Development aid will see ‘modest’ increase in Budget, Tánaiste says

Ireland Aid report says almost €800 million spent on foreign development aid last year

Tánaiste and Minister for Foreign Affairs  Simon Coveney: pledged that Ireland will spend €250 million in education over the next five years as part of the State’s contribution to international development.

Tánaiste and Minister for Foreign Affairs Simon Coveney: pledged that Ireland will spend €250 million in education over the next five years as part of the State’s contribution to international development.

 

Development aid will have a “modest” increase in this year’s budget, but it won’t be “anything close” to what was allocated to the sector last year, the Tánaiste has said.

Speaking at the launch of Irish Aid’s 2018 annual report, Simon Coveney said the Government is putting a budget together in “extraordinary times” and that it is going to be “difficult” due to Brexit planning.

As a result, Ireland’s Official Development Assistance (ODA) budget - the money set aside to help promote the economic development and welfare of developing countries - will not be as big as the increase in 2018, he said.

Budget 2019 saw Government ODA increase by €109.8 million compared to Budget 2018 – the biggest year-on-year increase since 2006.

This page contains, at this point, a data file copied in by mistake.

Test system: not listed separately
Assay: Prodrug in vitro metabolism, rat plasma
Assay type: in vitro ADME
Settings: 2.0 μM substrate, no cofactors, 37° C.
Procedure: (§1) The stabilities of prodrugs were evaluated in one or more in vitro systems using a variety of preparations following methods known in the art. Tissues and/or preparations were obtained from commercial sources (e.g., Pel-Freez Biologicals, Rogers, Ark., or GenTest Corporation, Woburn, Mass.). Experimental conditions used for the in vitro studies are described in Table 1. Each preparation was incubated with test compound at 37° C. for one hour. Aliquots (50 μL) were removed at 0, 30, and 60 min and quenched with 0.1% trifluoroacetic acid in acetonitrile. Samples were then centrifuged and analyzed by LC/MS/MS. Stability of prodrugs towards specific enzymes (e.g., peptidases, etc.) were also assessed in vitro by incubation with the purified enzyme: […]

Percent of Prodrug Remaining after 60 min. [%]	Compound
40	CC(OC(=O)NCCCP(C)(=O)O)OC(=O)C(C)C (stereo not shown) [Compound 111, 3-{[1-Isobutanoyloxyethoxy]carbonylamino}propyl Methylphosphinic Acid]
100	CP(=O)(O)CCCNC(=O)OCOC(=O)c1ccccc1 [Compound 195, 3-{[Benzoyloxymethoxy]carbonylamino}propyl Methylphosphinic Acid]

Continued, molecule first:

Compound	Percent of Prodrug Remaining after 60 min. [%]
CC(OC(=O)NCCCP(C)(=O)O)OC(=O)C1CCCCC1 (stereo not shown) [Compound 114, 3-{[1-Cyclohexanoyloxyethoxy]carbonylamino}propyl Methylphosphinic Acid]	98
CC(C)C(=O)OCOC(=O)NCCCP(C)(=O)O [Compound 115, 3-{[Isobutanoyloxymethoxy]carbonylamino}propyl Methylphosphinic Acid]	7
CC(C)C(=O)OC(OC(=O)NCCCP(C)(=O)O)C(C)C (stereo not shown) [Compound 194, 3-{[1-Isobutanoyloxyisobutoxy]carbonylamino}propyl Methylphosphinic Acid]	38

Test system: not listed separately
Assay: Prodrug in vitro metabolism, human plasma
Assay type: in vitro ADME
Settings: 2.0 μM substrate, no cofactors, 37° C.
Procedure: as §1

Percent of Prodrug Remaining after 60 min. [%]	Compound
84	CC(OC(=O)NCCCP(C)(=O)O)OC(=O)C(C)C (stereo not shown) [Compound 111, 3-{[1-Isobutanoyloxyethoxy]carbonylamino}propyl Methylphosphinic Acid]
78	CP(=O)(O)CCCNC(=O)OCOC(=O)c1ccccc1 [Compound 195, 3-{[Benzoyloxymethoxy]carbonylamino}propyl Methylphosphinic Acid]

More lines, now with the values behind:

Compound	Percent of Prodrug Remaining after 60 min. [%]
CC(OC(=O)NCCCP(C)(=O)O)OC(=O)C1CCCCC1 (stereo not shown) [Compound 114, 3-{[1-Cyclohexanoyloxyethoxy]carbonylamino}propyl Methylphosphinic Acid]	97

“We have made a decision, which believe me we didn’t do lightly, to design a budget on the basis of a worst case scenario as relates to Brexit. That means we are assuming a no-deal, that means we are assuming effectively no growth in the Irish economy next year,” Mr Coveney said.

“That has implications for every department. While we added to our ODA budget last year, we’re not going to be able to do anything like that this year.”

He added: “Even when we are looking at no increases in lots of sectors in Ireland and for Irish people, we will still be making a modest increase [in the ODA budget]. But that being said, we can’t match what we had last year or anything close to it.”

Earlier this year, Ireland pledged to double its foreign aid funding to more than €2 billion by 2030.

Mr Coveney said that the budget this year does not indicate that Ireland’s commitment to that promise is wavering.

“That does not mean that there’s not still a commitment to getting where we need to be by 2030 and that means that we need to more next year, and the year after and the year after,” he added.

Last year, Ireland’s spending on foreign aid was almost €800 million, according to Irish Aid’s annual report.

Ethiopia received the highest level of support from Ireland at €37 million, followed by Uganda at €26 million and Tanzania at €24 million.

The funds go towards issues such as gender equality, climate action and governance.

The Tánaiste also pledged that Ireland will spend €250 million in education over the next five years as part of the State’s contribution to international development.